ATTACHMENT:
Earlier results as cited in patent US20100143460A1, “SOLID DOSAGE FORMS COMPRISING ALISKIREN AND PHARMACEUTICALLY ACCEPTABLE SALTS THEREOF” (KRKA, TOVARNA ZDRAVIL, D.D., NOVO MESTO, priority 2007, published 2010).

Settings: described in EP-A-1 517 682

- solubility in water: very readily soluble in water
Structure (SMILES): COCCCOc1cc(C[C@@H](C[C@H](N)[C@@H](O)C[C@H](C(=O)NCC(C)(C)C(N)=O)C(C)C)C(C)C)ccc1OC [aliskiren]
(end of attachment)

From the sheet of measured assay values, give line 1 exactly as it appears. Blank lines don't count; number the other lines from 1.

Earlier results as cited in patent US20100143460A1, “SOLID DOSAGE FORMS COMPRISING ALISKIREN AND PHARMACEUTICALLY ACCEPTABLE SALTS THEREOF” (KRKA, TOVARNA ZDRAVIL, D.D., NOVO MESTO, priority 2007, published 2010).